could exchange with our engineers for CNC maching, casting, or other custom items : )
    https://custometalplasticast.com/

  10. #1510
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    Re: Milli a new composite mill kit

    Peter could you or others share (if not proprietory )some of the specifics of your technology of laminating laser cut steel - additive manufacturing. I've tried some searching without much success for actual "nuts and bolts " techniques that a small shop could use for dyi cnc machine construction . The builds in your routers for the z axis come to mind. Things like specific epoxies ( or ? structural MMA's),,surfaces preps, clamping techniques /systems or ? vacumn bagging etc.
    BTW Happy New Year and thanks so much for all you've taught -I've learned a lot and still hoping to learn more.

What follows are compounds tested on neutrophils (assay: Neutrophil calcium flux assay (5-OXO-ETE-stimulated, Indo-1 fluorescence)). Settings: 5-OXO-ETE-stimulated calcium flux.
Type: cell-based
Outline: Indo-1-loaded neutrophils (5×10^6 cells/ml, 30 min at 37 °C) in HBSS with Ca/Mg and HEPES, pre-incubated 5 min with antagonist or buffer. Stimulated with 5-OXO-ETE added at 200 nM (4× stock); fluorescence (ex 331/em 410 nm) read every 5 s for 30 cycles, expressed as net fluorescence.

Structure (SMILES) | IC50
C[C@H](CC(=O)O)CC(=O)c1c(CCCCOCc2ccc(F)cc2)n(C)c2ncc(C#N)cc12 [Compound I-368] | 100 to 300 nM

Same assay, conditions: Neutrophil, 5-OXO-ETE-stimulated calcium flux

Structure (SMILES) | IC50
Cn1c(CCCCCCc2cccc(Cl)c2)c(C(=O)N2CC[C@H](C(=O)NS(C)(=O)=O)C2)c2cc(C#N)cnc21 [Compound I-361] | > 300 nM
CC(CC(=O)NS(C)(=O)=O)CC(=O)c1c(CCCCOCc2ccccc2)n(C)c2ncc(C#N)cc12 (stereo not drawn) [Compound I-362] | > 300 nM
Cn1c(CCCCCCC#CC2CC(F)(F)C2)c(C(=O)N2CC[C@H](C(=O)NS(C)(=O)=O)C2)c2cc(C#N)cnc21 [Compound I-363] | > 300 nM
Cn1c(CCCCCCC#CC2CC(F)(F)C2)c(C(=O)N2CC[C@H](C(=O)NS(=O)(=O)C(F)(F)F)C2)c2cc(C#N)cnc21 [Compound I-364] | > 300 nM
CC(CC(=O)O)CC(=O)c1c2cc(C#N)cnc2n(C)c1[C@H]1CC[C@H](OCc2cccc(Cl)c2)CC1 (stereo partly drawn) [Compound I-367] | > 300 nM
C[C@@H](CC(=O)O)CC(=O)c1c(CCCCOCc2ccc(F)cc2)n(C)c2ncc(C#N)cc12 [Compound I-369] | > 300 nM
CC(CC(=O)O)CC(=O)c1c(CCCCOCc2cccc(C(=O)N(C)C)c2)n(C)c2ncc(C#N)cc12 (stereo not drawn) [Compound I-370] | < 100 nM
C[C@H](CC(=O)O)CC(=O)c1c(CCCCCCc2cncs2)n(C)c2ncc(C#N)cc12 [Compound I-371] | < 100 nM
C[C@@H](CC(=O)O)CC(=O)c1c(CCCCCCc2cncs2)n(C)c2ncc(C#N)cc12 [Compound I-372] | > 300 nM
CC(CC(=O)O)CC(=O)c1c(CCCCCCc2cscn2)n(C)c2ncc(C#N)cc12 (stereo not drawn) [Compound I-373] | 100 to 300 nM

Chuck

    Sent from my SM-S908U using Tapatalk

  11. #1511
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    Re: Milli a new composite mill kit

    Hi Chuck - I'll go thru your Q's:
    1) I have found there are good and poor laser shops. Especially ones that can bend accurately. So if the design requires bending and keeping things flat you need to spec your requirements accurately on the drwgs and talk those thru with the metal shop before they make them...
    2) Your epoxy supplier can assist in resin selection. As there are 1000's of resins and suppliers work with your supplier. As a general statement you need a structural adhesive. It can be epoxy, PMMA, urethane or hybrids. You can also use contact adhesives.